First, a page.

How cool it is to be a cop in Philly! As I child, I grew up ad­mir­ing the po­lice. It was awe­some how they strolled around look­ing tough, and at every corner, crim­in­als shivered in their pres­ence. Speed­ing cars slowed down, and people drove an­gel­ic when they drove by.
It def­in­itely is a re­spec­ted oc­cu­pa­tion, and what a good feel­ing to know that you are the her­oes of the city keep­ing your neigh­bor­hood safe!
But it doesn’t end there. As a cop in Phil­adelphia you get to drive down the wide streets with mo­tor­cycles crack­ing down on street racers, get some ex­er­cise on bikes while mak­ing sure there are no kids stay­ing out past the curfew times, and best of all, ride through Pennypack Park on gal­lant horses!
I sa­lute the neigh­bor­ing po­lice dis­tricts and give kudos to every of­ficer keep­ing our city safe. Not enough re­cog­ni­tion and ap­pre­ci­ation goes to you gen­tle­men and gen­tle­wo­men, so keep it up!
Nayem Quadir
Ox­ford Circle

The spir­it of giv­ing is alive and well
As a kid from Ol­ney grow­ing up in the1970s, I al­ways felt that be­ing from the “lower North­east” meant I was less. As a man in his mid-40s. I real­ized that we are all equal. For the past 20 years, I have al­ways vo­lun­teered in one way or an­oth­er in help­ing oth­ers. This year took the cake.
Along with my sis­ter, Maryl­ou Schmidt, we reached out to friends old and new to help pur­chase a single gift in the $20 range for a child.
To my lik­ing, we were able to col­lect more than 250 toys to be de­livered to loc­al chil­dren for Christ­mas. People from Ol­ney, Lawndale, Cres­centville, Fox Chase, May­fair, Dougherty and North guys, Ry­an and Judge guys, Hubert’s and Little Flower folks, even a guy from The Prep that writes for this pa­per, who I met along my jour­ney stepped up and pitched in.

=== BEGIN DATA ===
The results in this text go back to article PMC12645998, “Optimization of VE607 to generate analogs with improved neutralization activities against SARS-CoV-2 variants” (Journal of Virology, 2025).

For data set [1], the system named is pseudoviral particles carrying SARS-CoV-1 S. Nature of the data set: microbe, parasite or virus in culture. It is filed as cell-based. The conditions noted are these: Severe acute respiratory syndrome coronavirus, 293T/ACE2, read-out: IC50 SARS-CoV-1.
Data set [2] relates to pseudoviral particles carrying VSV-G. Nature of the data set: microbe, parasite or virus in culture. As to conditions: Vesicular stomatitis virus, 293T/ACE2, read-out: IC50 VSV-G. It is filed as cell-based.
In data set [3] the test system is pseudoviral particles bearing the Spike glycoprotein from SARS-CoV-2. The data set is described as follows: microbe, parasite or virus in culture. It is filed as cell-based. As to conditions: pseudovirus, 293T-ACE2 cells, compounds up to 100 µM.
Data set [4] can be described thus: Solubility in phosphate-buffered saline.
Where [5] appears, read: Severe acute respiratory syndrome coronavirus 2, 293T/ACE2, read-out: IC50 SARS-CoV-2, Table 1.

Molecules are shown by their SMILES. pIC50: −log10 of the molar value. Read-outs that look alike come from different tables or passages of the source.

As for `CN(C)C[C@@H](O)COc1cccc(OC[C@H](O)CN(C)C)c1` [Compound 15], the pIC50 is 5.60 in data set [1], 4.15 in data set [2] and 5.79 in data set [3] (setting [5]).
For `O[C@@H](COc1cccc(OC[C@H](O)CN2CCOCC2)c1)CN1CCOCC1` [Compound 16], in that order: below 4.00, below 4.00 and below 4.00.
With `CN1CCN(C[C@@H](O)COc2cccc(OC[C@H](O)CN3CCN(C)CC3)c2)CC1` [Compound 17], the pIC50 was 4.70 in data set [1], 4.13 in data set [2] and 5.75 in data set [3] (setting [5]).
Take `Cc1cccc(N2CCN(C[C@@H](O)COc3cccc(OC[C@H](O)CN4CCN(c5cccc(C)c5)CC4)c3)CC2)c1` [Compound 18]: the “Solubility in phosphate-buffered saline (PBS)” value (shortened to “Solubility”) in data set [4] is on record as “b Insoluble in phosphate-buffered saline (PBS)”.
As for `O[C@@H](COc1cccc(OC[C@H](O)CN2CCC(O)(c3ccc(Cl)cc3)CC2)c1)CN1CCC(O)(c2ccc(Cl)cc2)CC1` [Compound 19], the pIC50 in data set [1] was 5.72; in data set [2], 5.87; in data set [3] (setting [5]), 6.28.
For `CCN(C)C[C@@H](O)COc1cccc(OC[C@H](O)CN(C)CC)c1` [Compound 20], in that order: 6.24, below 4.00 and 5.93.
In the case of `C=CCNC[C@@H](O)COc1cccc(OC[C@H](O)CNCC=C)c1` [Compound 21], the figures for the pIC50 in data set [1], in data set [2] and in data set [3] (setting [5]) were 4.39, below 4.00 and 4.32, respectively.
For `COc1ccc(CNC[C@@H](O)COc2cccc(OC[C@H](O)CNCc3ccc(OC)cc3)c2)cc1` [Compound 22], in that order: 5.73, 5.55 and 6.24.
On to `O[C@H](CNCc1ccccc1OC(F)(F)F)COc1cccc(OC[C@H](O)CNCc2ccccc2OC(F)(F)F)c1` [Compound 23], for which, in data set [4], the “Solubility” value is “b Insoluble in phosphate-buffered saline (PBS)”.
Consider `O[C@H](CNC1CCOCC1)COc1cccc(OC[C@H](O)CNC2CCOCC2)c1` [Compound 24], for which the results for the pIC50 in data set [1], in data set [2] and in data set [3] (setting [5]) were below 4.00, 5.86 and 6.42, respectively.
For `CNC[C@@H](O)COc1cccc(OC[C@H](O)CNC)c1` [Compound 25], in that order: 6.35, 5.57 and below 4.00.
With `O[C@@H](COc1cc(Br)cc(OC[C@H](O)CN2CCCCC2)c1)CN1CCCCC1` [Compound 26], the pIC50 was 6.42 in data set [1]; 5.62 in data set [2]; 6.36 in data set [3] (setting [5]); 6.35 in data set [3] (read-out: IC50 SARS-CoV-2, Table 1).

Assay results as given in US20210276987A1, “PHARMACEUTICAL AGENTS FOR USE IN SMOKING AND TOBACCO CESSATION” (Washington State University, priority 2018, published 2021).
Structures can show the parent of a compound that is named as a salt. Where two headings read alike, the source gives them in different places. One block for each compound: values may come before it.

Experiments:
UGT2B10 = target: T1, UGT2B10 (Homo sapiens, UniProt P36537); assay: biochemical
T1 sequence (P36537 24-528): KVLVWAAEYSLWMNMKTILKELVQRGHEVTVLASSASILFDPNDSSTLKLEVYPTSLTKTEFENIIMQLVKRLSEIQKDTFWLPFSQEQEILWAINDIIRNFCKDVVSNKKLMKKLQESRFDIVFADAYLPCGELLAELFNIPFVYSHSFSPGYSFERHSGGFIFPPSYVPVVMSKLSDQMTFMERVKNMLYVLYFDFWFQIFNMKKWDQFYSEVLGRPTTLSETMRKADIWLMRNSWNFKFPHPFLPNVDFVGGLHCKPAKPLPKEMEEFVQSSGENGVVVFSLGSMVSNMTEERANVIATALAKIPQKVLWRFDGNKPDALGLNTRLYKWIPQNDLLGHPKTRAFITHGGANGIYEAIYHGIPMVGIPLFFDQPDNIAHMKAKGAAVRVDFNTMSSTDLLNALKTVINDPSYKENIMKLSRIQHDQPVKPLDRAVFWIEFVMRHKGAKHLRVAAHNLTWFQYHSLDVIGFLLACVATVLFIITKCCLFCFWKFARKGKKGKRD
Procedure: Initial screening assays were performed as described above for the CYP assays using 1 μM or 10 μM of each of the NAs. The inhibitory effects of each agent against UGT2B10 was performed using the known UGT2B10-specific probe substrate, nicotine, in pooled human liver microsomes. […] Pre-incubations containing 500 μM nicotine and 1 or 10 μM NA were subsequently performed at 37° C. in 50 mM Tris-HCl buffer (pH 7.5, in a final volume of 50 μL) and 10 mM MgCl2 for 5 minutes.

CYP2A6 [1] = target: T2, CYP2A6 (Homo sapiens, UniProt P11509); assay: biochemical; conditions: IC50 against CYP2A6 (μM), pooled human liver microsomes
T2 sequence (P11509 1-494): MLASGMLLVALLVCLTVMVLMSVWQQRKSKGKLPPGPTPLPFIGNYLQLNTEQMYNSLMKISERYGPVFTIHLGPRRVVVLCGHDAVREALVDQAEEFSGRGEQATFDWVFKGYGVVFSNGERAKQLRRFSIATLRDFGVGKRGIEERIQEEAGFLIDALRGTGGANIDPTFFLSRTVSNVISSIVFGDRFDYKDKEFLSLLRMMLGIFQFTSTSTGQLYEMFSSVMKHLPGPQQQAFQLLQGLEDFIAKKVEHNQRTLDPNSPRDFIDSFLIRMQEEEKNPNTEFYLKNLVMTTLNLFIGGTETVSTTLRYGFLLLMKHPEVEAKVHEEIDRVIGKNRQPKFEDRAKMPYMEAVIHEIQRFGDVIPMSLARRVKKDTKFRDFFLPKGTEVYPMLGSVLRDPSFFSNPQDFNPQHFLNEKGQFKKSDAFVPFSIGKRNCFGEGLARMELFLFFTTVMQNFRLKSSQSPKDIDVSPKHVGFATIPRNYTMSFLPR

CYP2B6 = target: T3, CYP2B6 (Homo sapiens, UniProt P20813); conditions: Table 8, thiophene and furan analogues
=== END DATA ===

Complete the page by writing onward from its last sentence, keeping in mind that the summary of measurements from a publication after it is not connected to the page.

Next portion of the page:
On Sat­urday, we were at Cur­ley’s Pub to col­lect the gifts. It was with amazement, we watched people walk in, hand us a gift and have a beer, just like it was sup­posed to be. No fan­fare, No “look at me, I am help­ing the poor.” Just or­din­ary people do­ing what we were taught to do.
I want to thank all of those folks for do­ing what is right in this world. I would also like to thank Joe Brooks, a Lawn­crest- Dougherty guy, for open­ing his “corner bar” to us so that many could share this event.
Steve Schmidt
Ol­ney guy who now calls Fox Chase home

Fire­fight­ers get the shaft from the city
Al­though we ap­pre­ci­ated the news me­dia’s cov­er­age of City Coun­cil’s hear­ing on the city’s plan to trans­fer 300 of the de­part­ment’s most vet­er­an fire­fight­ers, we were dis­mayed that they chose to em­phas­ize the an­ger our mem­bers dir­ec­ted at Fire Com­mis­sion­er Ay­ers rather than the Coun­cil mem­bers’ out­right re­pu­di­ation of this il­lo­gic­al and dan­ger­ous mass-trans­fer plan.